And Nick Thomas-Symonds, the shadow home secretary, attacked the scenes at Heathrow, saying: “The Tories have lost control. Strict protections are needed to ensure we don’t import further strains of the virus.”

The criticism came as official daily figures showed 33,552 new coronavirus cases across the UK, with 33,412 patients in hospital – and a further 1,348 deaths reported within 28 days of contracting the virus.

Another big leap in the number of first vaccinations, of 478,248, took the total who have received an initial dose to 5,861,351.

Categories
General

Oxford University to test potential COVID-19 wonder drug Ivermectin – Arab News

LONDON: Oxford University researchers are planning to trial a drug that has shown signs of reducing COVID-19 deaths in developing countries.

The Principle trial is aiming to find a drug that works soon after virus symptoms appear in a patient, and one that is most effective during the primary stages of the illness, The Times reported.

The trial is assessing Ivermectin, a medicine used on livestock and people who have been infected by parasitic worms, which has been hailed by some as a “wonder drug” with the potential to save thousands of lives, the report added.

Other scientists said the drug had not been assessed properly and that the full extent of its efficacy was not yet known.

“It has potential antiviral properties and anti-inflammatory properties and there have been quite a few smaller trials conducted in low and middle- income countries, showing that it speeds recovery, reduces inflammation and reduces hospitalisation,” said Chris Butler, professor of primary care at Oxford and co-chief of the Principle trial. “But there’s a gap in the data. There’s not been a really rigorous trial.”

The medicine works by blocking the entry of a protein into a cell’s nuclei, limiting the replication capacity of the virus, and initial analysis from the World Health Organization has shown promising signs.

“It could save thousands of lives a day,” said Paul Marik, from the Eastern Virginia Medical School. “The data is compelling: across Mexico, India and South America, mortality has fallen.”

Peter Horby, the Oxford University professor who helped to set up the UK’s largest COVID-19 trials, said this month the latest data was “interesting, perhaps encouraging, but not yet convincing.”

Most breakthroughs in coronavirus treatments to date work on patients who are already suffering in the later stages of the illness, but Butler and his team are hoping to find a medicine that can prevent the virus from taking hold within its host.

The trial is looking for people aged 65 and over, or those aged over 50 who have underlying health conditions, through general practitioners, online, and through the UK’s NHS Test and Trace system, The Times said.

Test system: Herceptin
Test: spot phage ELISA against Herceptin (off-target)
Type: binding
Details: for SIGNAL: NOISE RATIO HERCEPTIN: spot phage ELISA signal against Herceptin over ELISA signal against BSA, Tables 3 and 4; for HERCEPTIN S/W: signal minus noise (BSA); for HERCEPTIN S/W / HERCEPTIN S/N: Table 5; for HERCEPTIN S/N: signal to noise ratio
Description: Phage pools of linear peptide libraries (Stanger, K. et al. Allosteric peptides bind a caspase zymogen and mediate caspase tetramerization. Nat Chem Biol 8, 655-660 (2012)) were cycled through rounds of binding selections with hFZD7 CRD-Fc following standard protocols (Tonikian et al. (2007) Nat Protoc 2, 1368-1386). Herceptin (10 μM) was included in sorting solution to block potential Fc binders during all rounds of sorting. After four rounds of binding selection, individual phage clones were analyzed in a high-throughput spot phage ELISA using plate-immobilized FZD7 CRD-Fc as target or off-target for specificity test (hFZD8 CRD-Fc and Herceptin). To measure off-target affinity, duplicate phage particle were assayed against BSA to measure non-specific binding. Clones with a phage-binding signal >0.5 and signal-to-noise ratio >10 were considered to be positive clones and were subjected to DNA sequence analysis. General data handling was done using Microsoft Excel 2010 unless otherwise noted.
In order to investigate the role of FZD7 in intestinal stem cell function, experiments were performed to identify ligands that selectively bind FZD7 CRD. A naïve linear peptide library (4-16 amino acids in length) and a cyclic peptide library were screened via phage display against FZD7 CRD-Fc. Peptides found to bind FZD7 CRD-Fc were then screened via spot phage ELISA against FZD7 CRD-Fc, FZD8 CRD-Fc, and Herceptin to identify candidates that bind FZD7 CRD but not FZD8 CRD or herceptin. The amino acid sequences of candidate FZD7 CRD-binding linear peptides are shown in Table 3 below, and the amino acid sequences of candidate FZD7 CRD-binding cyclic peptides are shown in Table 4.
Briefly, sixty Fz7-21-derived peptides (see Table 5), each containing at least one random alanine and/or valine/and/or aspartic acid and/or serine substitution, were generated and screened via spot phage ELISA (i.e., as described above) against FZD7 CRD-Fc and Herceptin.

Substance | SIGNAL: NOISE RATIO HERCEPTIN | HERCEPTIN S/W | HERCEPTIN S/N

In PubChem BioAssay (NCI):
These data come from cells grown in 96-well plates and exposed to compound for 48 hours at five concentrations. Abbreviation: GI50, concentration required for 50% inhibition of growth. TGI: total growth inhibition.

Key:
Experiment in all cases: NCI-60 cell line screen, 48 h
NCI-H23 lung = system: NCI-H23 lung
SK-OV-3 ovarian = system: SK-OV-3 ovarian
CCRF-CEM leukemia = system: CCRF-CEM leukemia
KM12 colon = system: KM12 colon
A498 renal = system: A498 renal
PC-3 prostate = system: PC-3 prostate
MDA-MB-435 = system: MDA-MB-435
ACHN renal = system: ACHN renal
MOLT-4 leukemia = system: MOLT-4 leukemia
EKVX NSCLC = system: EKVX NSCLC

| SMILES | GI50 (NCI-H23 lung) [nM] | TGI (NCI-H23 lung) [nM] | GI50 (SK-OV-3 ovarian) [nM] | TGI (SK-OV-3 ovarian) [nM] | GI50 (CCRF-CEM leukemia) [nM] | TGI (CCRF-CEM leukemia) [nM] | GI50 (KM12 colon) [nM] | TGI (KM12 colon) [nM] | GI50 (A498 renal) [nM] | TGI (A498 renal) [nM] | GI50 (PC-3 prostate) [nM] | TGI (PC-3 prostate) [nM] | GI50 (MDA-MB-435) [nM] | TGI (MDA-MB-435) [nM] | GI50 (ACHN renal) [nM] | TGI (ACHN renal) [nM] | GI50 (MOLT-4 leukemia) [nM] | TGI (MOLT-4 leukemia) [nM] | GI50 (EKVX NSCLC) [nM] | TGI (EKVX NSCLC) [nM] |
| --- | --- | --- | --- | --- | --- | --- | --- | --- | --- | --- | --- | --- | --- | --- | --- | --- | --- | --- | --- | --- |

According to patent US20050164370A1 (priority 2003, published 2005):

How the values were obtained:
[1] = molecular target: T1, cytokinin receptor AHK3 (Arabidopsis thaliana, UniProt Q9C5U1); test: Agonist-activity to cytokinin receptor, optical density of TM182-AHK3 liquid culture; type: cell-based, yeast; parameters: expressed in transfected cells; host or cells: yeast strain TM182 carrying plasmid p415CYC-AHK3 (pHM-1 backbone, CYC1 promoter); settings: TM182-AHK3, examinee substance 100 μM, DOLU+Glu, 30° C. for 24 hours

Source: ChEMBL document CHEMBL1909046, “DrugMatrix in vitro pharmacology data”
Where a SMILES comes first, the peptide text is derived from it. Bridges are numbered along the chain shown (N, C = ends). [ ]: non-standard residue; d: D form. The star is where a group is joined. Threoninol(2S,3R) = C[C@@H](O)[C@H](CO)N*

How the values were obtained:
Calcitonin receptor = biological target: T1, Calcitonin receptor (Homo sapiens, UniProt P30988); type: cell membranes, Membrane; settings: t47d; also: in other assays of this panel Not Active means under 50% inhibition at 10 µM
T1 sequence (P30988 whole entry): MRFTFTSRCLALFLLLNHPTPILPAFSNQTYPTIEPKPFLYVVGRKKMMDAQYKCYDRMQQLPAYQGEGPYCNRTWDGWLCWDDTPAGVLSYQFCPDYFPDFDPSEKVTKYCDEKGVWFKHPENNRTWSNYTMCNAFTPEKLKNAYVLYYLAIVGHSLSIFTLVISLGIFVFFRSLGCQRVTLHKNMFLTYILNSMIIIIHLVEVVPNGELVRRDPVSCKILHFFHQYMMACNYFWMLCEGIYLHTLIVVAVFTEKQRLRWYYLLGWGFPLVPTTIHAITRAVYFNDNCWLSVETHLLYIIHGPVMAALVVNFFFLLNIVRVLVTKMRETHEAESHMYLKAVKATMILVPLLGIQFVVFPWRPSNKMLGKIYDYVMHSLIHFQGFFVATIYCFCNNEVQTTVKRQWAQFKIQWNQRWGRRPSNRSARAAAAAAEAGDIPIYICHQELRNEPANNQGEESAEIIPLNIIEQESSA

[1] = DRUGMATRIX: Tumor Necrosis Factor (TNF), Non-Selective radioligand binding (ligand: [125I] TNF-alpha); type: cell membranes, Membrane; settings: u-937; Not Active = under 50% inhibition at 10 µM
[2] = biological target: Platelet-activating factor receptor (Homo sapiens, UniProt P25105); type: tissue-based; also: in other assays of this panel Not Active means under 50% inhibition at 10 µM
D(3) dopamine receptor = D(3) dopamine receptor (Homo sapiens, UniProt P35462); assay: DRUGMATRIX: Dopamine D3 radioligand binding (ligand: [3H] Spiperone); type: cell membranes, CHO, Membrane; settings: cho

Categories
General

Britons who have received first Covid jab must stay at home for THREE WEEKS so immunity kicks in – Daily Mail

People who have received their first Covid-19 jab must stay at home for three weeks after their injection because it can take that long for immunity to ‘kick in’, Professor Jonathan Van-Tam warned last night.

He said that while getting vaccinated was ‘something to celebrate’, recipients of the jab needed to ‘stay patient’.

The caution of England’s Deputy Chief Medical Officer comes amid concern from Ministers that vaccinated people might start mixing with others or relax their social distancing too soon.

That could be deadly for elderly recipients of the vaccine, who make up the bulk of those who have had it so far, and risk spreading the virus more widely among the population at large.

Prof Van-Tam said: ‘Regardless of whether someone has had their vaccination or not, it is vital everyone follows the national restrictions and public health advice, as protection takes up to three weeks to kick in and we don’t yet know the impact of vaccines on transmission.’ 

The medic added that it was vital that people continue sticking to the lockdown rules even after they have had the vaccine because they can still spread the virus.   

Deputy Chief Medical Officer for England Jonathan Van-Tam during a media briefing on coronavirus (COVID-19) in Downing Street, London

Deputy Chief Medical Officer for England Jonathan Van-Tam during a media briefing on coronavirus (COVID-19) in Downing Street, London

Deputy Chief Medical Officer for England Jonathan Van-Tam during a media briefing on coronavirus (COVID-19) in Downing Street, London